Tuesday, June 28, 2016

Proclaiming a Republic: the 1916 Rising Exhibition - well worth a visit!

Image from www.museum.ie
On a showery Friday morning library staff travelled to Collins Barracks in Dublin for what transpired to be a very informative and thought-provoking visit. The National Museum of Ireland - Decorative Arts & History has one of the largest displays of materials exhibiting on 1916. The exhibition aims to reflect on 100 years of gathering, memorialising and celebrating the objects that offer the last palpable links to the folk of 1916.

We grouped in the Museum cafe for caffeine before we began our hour long guided tour of the exhibition with Lisa, who showed us the focal memorabilia of the exhibition with energetic narratives of their presence, exploring the proclamation, flags, weapons, clothing, handwritten messages and further artifacts connecting us with the events of Easter Week. An hour is undeniably nowhere near enough time to absorb all on display so we spent sufficient time independently browsing the exhibit and reading accounts of the individuals and organisations who participated in events of 1916. In addition to exploring the accounts of those who were incarcerated or died, personal descriptions of the civilians caught in the crossfire are also incorporated.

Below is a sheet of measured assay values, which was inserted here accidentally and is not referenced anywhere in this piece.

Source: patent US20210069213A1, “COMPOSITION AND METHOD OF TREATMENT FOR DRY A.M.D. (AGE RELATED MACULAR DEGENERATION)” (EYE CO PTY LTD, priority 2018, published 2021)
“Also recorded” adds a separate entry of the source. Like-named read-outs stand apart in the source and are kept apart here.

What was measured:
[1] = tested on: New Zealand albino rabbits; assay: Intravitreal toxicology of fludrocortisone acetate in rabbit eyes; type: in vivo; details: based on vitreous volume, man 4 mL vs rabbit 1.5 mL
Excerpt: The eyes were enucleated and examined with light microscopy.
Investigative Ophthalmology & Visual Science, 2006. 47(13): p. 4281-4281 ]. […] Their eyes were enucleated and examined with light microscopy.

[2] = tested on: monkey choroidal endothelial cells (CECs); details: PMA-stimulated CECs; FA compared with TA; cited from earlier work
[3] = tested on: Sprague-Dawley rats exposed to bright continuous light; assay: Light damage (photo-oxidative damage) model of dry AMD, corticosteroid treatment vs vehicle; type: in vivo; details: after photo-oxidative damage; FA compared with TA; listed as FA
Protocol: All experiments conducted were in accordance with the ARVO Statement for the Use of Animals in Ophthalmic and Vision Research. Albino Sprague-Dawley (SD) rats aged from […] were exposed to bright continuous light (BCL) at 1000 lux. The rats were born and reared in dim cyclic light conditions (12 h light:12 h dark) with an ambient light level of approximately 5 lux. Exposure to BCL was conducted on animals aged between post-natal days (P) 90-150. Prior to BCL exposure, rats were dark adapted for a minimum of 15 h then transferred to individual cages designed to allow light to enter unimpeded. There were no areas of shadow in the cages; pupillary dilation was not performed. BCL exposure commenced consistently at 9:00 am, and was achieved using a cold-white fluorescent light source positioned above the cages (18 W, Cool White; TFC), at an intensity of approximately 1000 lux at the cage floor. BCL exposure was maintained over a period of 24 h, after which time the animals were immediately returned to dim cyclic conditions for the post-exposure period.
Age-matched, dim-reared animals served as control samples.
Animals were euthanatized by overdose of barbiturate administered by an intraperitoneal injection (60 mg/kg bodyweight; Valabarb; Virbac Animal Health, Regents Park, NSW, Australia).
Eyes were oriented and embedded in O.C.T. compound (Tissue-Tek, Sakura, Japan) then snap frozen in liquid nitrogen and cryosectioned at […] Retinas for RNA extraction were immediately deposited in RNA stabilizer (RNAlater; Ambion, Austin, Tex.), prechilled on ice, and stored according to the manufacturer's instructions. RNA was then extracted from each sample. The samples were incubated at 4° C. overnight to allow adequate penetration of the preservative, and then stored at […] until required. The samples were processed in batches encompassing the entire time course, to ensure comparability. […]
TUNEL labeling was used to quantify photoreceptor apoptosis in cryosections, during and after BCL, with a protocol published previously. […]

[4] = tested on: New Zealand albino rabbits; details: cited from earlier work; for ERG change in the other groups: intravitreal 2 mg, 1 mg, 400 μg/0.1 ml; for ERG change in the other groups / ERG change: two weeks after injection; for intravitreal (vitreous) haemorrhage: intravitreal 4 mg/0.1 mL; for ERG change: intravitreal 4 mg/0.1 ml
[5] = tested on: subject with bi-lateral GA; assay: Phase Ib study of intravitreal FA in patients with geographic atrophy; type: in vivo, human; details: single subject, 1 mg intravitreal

You can also visit the following exhibitions; The Asgard, Soldiers and Chiefs, and Recovered Voices: The Stories of Irish at War, 1914-1915 currently on display at Collins Barracks. Further exhibitions that display the Decorative Arts and History collections include: The Way We Wore, Eileen Gray and Asian art.

All in all a great day out... with over 15,000 objects in the Easter Week collection alone it's well worth a visit. For more information see http://www.museum.ie/Decorative-Arts-History.

Alerts on ScienceDirect will keep you up-to-date